Personality disorder (PD) symptoms in a parent generation may confer risk for problems in future generations, but intergenerational transmission has not been studied beyond parent–child effects. We examined the generational transfer of risk associated with PDs using structural models of grandparent personality pathology and grandchild psychopathology among 180 adults (mean age = 66.9 years), 218 of their children (mean age = 41.2 years), and 337 of their grandchildren (mean age = 10.5 years). We found evidence for general and heterotypic domain-specific transmission. Specifically, broad grandparent personality pathology was associated with broad grandchild psychopathology (b = 0.15, 95% confidence interval [CI] = [−0.01, 0.31]); at the domain level, grandparent internalizing personality pathology was associated with grandchild externalizing psychopathology (b = 0.06, 95% CI = [0.01, 0.12]). Neither association was significantly mediated by parental personality pathology. These findings indicate that personality pathology in one generation confers risk for psychopathology across subsequent generations. Such intergenerational transmission operates across broad rather than specific (i.e., individual disorder) psychopathology domains.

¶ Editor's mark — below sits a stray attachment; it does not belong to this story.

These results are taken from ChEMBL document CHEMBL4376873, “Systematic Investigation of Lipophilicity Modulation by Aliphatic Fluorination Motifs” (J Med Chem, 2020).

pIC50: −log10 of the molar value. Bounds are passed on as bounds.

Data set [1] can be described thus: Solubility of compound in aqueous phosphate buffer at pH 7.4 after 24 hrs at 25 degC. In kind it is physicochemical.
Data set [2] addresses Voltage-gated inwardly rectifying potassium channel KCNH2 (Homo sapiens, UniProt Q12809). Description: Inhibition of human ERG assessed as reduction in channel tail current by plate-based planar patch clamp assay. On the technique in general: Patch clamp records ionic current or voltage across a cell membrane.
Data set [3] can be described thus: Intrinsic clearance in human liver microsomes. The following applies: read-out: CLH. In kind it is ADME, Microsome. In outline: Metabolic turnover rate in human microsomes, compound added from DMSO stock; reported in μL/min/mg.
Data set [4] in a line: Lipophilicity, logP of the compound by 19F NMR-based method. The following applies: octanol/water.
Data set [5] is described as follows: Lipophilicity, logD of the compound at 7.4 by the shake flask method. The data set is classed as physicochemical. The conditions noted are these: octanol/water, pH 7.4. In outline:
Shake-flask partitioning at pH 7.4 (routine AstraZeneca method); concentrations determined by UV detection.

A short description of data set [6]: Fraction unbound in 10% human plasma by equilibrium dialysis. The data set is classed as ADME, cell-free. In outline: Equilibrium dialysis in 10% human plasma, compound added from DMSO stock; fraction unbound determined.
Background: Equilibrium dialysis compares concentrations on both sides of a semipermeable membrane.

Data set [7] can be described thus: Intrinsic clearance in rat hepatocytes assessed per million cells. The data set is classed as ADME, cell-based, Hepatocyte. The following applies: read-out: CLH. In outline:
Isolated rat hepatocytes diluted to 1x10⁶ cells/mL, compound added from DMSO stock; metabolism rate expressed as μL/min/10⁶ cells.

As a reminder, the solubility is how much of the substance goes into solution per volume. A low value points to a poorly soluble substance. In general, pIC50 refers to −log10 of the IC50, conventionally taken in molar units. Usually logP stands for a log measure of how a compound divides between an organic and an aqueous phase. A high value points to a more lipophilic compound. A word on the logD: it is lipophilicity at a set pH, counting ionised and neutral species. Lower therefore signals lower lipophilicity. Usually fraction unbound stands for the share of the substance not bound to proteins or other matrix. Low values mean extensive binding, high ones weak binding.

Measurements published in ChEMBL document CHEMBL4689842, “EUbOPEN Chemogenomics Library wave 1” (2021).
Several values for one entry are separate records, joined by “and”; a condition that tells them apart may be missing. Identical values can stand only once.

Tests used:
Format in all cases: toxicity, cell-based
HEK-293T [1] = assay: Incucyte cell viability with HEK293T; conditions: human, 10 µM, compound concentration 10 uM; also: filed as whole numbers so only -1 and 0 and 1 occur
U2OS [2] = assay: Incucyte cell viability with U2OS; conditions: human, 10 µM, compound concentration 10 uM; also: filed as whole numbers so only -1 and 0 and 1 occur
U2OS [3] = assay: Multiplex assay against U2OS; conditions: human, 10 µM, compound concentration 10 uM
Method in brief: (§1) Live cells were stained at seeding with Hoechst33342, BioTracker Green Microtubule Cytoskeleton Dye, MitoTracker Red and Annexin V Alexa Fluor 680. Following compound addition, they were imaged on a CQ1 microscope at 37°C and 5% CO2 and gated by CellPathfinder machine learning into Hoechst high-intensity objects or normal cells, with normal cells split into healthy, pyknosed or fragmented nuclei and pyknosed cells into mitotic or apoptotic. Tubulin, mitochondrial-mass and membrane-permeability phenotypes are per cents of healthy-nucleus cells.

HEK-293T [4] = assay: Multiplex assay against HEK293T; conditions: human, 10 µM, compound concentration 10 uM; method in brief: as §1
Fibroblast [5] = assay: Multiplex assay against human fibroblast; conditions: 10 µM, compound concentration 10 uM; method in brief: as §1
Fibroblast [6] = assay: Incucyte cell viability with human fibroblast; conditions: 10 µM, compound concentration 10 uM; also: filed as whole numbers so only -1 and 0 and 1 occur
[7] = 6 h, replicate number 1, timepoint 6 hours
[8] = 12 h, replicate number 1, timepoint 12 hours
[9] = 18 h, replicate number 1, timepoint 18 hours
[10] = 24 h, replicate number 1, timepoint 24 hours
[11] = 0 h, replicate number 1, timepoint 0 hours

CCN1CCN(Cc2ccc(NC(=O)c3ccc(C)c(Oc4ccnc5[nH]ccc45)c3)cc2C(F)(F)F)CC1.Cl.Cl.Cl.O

- developmental psychopathology
- intergenerational transmission
- personality pathology
ASJC Scopus subject areas
- Clinical Psychology